I’m going to go outside the lines on this one. For years I obsessively read business books, and biographies of successful businesspeople. About six years ago I took up motorcycle riding, and fully immersed myself into the activity. I started by taking the beginner Motorcycle Safety Foundation class, enough to get the motorcycle endorsement on my driver’s license. I rode for a couple years, then participated in a weekend riding school called Yamaha Champions Riding School (YCRS, which just so happens to be taught at a proper racing track). The two-day class made me a much better rider. I’m getting to the book question. I read a number of motorcycling books, however, the most informative (and the one I happily buy for any of my friends who ride) is “Proficient Motorcycling,” by David Hough. David is a long-time motorcyclist and journalist, and breaks down riding and safety tips into bite-sized pieces (with great illustrations), making you want to turn the page to see what he is going to address/explain next. A must read for all riders.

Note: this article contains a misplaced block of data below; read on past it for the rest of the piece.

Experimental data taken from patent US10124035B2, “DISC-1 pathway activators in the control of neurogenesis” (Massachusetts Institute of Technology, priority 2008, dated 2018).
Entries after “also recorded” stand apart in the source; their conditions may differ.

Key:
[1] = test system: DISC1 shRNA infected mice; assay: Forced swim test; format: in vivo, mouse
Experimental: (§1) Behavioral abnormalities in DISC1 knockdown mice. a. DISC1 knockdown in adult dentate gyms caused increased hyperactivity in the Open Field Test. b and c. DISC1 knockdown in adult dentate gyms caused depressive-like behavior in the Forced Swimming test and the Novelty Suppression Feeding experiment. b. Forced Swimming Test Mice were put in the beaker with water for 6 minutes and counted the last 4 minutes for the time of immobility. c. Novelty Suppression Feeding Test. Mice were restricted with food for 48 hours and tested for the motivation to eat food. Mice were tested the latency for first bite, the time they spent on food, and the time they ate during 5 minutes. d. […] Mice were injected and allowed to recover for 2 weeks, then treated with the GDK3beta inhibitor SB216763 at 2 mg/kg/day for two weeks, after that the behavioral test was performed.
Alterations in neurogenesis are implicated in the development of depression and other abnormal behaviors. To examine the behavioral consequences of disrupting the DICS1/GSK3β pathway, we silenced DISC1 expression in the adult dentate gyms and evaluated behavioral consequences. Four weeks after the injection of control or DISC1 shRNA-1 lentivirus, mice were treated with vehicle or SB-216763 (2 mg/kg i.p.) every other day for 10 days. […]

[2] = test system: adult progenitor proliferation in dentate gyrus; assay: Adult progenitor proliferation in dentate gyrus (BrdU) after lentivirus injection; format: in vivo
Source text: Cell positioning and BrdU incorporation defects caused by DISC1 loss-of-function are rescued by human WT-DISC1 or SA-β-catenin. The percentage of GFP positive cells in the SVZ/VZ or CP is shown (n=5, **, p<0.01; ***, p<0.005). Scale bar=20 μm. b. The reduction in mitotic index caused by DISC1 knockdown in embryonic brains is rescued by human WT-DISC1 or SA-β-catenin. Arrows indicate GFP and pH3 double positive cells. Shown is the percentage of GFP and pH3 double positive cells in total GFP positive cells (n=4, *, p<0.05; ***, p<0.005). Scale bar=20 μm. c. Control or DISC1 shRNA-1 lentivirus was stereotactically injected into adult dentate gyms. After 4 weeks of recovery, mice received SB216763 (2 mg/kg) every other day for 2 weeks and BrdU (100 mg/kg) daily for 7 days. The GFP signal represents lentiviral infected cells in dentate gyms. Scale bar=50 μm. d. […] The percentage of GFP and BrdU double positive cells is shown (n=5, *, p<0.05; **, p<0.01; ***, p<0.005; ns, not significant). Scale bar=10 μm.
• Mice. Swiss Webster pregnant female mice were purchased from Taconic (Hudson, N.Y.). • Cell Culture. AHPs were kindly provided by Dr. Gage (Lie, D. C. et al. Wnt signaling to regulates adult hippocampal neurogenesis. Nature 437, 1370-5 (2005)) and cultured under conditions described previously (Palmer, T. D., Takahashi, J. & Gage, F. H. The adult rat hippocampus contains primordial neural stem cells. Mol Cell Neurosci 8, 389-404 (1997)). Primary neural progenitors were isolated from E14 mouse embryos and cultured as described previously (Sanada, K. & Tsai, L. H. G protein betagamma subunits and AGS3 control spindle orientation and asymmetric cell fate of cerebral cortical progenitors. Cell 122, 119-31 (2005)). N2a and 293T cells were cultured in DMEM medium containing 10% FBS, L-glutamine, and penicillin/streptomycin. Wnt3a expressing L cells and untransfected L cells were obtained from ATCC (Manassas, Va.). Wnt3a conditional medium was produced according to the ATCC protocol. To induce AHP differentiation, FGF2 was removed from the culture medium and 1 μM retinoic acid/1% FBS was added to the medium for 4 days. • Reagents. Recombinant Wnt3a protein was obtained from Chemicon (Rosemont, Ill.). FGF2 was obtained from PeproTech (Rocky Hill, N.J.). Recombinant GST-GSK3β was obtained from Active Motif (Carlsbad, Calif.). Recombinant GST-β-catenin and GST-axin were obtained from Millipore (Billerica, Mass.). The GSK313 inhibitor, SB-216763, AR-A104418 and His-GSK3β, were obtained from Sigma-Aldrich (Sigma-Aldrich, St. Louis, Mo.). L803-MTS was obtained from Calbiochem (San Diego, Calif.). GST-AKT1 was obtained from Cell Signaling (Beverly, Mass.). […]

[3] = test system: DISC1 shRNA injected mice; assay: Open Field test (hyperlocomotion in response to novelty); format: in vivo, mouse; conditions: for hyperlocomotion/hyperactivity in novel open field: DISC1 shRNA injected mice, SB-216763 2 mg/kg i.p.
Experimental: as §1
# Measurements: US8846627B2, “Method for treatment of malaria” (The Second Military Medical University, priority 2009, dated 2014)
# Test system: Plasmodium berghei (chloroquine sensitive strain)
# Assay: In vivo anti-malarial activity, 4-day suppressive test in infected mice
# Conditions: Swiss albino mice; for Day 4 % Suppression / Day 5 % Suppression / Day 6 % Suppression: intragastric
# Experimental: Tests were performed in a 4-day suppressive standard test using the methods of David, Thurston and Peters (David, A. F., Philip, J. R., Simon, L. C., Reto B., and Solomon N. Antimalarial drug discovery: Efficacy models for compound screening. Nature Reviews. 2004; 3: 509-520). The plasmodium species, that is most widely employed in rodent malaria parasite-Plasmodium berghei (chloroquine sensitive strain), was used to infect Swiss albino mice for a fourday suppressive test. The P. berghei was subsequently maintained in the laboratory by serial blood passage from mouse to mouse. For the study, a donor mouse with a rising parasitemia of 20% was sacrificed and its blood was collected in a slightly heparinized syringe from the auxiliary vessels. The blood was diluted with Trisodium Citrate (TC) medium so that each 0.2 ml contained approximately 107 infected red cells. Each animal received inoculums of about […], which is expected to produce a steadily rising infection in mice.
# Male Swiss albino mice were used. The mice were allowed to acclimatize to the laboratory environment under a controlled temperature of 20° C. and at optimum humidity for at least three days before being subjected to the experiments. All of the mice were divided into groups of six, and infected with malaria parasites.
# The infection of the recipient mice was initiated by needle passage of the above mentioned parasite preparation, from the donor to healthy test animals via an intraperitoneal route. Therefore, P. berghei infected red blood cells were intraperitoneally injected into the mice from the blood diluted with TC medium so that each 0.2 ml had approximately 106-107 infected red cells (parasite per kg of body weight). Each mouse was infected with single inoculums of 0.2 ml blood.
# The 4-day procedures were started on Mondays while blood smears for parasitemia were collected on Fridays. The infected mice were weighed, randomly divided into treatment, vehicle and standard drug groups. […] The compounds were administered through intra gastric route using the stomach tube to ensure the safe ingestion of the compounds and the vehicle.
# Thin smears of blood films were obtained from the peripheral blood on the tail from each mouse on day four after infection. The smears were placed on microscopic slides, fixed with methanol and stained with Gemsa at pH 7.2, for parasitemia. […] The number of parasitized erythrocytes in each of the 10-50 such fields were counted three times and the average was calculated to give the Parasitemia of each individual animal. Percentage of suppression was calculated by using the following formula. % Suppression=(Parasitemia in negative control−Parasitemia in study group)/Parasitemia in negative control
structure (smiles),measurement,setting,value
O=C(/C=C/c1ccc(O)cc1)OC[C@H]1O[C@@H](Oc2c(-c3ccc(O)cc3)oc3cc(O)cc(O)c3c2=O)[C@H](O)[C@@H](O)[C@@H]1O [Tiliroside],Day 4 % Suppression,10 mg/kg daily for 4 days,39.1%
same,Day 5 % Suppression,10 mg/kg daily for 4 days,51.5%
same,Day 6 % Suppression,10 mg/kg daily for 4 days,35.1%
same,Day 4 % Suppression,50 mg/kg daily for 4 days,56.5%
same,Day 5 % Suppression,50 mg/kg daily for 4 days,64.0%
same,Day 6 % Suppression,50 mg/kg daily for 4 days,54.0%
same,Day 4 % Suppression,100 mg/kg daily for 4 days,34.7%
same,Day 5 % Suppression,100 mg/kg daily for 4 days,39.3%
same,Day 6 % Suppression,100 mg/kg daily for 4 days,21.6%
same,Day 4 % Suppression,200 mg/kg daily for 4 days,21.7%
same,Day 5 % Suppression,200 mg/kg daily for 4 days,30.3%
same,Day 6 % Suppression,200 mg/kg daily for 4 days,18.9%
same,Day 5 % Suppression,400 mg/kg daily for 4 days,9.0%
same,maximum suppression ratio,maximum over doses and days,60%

What is your favorite quote?
“It’s the irritant in the oyster that makes the pearl.” It’s a lesson in perseverance, and I tell my kids this all the time. I’ve tried to find attribution for this quote, but it only turns up as anonymous.
Carlyn runs the day-to-day publishing operation here at ideamensch and interacts with our awesome customers and entrepreneurs. She is likely editing this with a cat on her lap.